Posted on November 21, 2016
As a firm fan of a mixed drink (and rum in general), one of the things I day-dreamed about prior to my visit to Cuba was enjoying an authentic mojito or two.
What I found was a succession of warm, gritty-with-undissolved-sugar disappointments. I am not sure whether it is because cocktail making has become so sophisticated elsewhere in recent years, or Cuba just got lazy with their national beverage, but most of the mojitos I tried – and I tried a few – were average at best.
I soon realised pure enjoyment of Cuban mojito was highly dependant on location – atmosphere, the view and sense of history being as integral to the mix as the quality of the rum and the freshness of the limes.
So here are five wonderful places, serving knock-out mojitos, that I am instantly transported back to whenever I get a whiff of some muddled mint.
1. The historic celebrity haunt – The Nacional Hotel, Havana
Sitting on Havana’s famous Malecón waterfront boulevard, the historic Nacional Hotel was a playground for wealthy Americans before relations with the neighbours soured.
Purpose built during US prohibition in the 1920s, it is an eclectic architectural mix of art deco, neoclassical, neo-colonial – with some moorish influences thrown in. Essentially it is a summary of Havana’s pre-revolutionary architectural history in one building.
The 40s and 50s were the heyday of The Nacional when it was frequented (and briefly part-owned) by the mob and the hotel and its casino attracted the great and (not so) good of American and European society. In more recent decades it has welcomed notable visitors sympathetic to the revolutionary cause.
Several suites are now named in honour of former guests. This diverse call-list includes Frank Sinatra, Jean Paul Sartre, Alexander Fleming, Errol Flynn, Walt Disney and an oddly generic ‘Mafia’ suite. Former guests who, it appears were not deemed worthy of such recognition include Sir Winston Churchill (although there is a creepy portrait of him in the presidential suite), Yuri Gagarin, and, briefly during the Cuban missile crisis, a selection of anti-aircraft emplacements.
The lush, palm-lined gardens at the back of the hotel offer a rare green sanctuary in a densely built city. The waterfront location provides a peaceful place to enjoy a cooling mojito before heading onto the Malacón to enjoy the sunset over the ocean and watch Cuban night life play out before you.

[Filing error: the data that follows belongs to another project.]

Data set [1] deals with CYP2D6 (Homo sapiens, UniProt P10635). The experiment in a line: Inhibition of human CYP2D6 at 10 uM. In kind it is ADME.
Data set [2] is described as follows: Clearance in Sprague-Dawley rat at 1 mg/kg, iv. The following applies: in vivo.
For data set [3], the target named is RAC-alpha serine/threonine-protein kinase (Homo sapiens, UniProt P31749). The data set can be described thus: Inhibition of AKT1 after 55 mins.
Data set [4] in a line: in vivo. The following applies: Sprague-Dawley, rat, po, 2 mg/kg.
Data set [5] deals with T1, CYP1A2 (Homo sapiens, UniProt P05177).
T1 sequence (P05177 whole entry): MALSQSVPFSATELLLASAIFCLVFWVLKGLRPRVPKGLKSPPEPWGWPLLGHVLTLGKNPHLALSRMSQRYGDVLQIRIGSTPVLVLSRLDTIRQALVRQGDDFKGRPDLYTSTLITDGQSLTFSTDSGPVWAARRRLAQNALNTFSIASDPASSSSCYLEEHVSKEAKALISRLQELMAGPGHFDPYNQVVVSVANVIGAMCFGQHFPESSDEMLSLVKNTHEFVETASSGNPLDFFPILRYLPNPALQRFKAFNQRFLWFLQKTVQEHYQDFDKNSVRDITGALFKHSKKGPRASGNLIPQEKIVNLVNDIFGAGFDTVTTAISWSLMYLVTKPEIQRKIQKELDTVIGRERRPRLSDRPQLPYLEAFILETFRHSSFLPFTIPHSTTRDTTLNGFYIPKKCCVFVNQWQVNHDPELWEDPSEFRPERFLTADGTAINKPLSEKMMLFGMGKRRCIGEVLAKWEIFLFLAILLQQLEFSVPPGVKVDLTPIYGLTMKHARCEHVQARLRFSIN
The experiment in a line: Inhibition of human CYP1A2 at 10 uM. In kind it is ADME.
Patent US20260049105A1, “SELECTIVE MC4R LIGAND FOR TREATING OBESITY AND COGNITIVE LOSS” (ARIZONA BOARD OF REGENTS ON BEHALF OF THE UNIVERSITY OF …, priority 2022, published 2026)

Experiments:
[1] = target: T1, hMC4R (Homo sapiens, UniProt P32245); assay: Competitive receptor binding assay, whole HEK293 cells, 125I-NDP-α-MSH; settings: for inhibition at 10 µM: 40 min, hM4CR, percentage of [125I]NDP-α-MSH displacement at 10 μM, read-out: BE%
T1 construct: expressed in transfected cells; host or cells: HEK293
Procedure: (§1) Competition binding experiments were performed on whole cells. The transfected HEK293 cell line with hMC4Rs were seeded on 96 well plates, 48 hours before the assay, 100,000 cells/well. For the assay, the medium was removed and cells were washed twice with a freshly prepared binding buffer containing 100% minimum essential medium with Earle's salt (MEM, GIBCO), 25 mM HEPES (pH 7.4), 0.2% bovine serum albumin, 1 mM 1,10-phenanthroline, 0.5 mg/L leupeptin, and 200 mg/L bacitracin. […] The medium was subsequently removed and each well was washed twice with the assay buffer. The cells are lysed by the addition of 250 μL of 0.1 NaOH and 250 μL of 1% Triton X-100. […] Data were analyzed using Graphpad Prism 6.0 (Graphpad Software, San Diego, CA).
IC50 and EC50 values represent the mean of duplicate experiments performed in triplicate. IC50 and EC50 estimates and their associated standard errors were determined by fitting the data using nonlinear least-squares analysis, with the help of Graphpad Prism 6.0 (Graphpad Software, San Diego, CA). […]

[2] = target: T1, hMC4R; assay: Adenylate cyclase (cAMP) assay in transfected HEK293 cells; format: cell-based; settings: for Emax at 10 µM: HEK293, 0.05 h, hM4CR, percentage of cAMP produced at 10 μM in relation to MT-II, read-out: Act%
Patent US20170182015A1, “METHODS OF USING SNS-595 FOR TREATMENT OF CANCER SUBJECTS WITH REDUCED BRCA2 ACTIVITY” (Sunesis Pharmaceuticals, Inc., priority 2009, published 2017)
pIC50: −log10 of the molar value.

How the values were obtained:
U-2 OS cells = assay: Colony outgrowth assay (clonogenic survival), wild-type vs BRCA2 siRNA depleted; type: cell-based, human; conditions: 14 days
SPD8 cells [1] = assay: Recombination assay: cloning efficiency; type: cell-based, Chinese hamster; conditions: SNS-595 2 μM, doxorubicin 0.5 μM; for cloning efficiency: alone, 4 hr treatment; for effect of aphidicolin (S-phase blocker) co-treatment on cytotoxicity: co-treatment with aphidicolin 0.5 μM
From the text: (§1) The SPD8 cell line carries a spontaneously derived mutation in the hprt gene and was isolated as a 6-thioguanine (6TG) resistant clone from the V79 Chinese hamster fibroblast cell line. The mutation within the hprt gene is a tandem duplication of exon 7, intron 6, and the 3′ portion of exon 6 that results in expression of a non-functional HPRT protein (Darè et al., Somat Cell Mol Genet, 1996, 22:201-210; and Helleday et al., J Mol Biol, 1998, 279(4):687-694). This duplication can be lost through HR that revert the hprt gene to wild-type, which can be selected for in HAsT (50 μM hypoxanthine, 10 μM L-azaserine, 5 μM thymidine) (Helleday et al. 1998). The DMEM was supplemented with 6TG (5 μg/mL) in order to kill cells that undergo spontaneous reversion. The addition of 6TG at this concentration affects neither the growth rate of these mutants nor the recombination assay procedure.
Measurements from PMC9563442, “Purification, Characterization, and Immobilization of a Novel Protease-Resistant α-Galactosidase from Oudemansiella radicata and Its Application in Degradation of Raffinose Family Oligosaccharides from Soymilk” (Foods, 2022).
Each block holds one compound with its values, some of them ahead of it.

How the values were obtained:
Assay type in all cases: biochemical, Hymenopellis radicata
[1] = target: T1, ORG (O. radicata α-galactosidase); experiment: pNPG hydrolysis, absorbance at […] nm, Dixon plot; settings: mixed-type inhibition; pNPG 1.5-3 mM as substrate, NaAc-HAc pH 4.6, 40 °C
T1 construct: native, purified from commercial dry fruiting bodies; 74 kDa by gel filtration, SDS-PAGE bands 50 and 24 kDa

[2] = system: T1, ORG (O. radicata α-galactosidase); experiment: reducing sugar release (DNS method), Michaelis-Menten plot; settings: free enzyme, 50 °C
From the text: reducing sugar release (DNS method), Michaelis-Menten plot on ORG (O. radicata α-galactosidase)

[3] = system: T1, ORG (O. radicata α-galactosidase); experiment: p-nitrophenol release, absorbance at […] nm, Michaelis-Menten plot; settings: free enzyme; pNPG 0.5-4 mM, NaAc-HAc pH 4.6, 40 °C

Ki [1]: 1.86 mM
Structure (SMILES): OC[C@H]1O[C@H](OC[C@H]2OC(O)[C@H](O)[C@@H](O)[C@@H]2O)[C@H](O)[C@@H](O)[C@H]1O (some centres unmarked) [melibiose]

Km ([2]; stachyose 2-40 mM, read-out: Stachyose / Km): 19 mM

Hotel Nacional de Cuba, Calle 21 y O, Vedado, Plaza, La Habana
2. The one with the view – Inglaterra Hotel, Havana
The Inglaterra is one of many Havana institutions frequented by writers Ernest Hemingway and Graham Greene – although you will be hard pressed to find a bar standing in Havana that notorious lush Hemingway didn’t prop up at some point.
The Moorish influence in the lobby of The Inglaterra makes for a grand entrance and it is the perfect place to enjoy a morning coffee and a pastry before a days’ sightseeing.
But to enjoy a cooling sundowner – and the best views of the city – head to the roof where the waiting barman will promptly furnish you with a long, refreshing mojito. From this shady vantage point you can trace the history of the city through its architecture – from the both crumbling and restored wedding cake stylings of the old towns colonial and neoclassical buildings through to the post revolutionary tower-blocks and plazas.
Hotel Inglaterra, Paseo del Prado, No. 416 esq. San Rafael, La Habana
3. The perfect retreat -Salón 1720, Holguin
Although Holguin, Cuba’s fourth largest city, is a charming destination in its own right, many visitors are just passing through. As a hub for long distance buses and the gateway to the regions popular beach resorts, it is a place that many find themselves with a few hours to kill before the next leg of a journey.